United States Supreme Court (scotus) Chief Justice John Roberts should act quickly if he is to avoid a confrontation with the executive branch and preserve what little integrity the scotus has remaining.
Roberts needs to move to overturn the ninth circuit court’s unconstitutional stay on an executive order of the President of the United States. Nothing in the United States Constitution or the Judiciary Act confer upon any court the power to micromanage any other branch of government.
In fact no court has ever been empowered by the US Constitution or any duly enacted legislation to expand, amend, repeal, invalidate or otherwise alter any duly enacted legislation. Therefore, the judicial branch, including scotus, lacks the jurisdiction to hear any case in which such action is the relief sought.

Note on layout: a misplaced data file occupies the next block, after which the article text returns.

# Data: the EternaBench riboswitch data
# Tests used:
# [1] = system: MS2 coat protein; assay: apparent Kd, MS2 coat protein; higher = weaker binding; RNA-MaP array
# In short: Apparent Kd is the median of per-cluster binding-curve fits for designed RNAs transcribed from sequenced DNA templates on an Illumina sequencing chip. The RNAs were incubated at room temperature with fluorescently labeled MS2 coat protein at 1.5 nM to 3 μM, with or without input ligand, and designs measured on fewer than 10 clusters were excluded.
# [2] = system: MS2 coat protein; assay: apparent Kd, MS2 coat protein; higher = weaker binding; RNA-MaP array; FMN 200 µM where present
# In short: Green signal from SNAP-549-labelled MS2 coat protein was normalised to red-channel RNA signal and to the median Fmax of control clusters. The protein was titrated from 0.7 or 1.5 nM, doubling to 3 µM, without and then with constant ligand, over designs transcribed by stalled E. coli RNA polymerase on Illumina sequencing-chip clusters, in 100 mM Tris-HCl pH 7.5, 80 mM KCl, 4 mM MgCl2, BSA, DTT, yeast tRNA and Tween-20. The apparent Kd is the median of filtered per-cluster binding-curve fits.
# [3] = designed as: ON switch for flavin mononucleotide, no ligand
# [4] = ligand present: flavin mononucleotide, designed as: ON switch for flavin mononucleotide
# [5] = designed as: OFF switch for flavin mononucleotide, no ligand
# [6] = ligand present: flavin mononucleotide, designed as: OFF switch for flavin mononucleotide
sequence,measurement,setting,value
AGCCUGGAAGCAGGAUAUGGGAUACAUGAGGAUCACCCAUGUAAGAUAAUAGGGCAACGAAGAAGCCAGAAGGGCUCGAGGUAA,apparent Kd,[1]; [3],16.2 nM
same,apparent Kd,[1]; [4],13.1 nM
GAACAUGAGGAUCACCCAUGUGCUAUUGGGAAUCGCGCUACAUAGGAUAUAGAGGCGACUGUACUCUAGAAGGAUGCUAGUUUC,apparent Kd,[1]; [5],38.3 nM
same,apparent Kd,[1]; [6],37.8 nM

John Roberts should contact the President to work out a viable plan for restoring the separation of powers; and admonish lower courts that “precedent” and or “case law” will no longer be regarded as legally binding law; that there must be existing legislation upon which to base a decision; and that whether or not the court considers that legislation to be “fair” is not relevant nor sufficient to support a decision inconsistent with the law.
John Roberts can do this or wait for a head to head confrontation with the executive branch in which the court has no constitutional leg to stand on. Unless and until the US Constitution is amended to include precedent, court decisions and “judicial review” as alternative means of enacting or amending legislation and or the US Constitution, John Roberts will lose that fight; and much more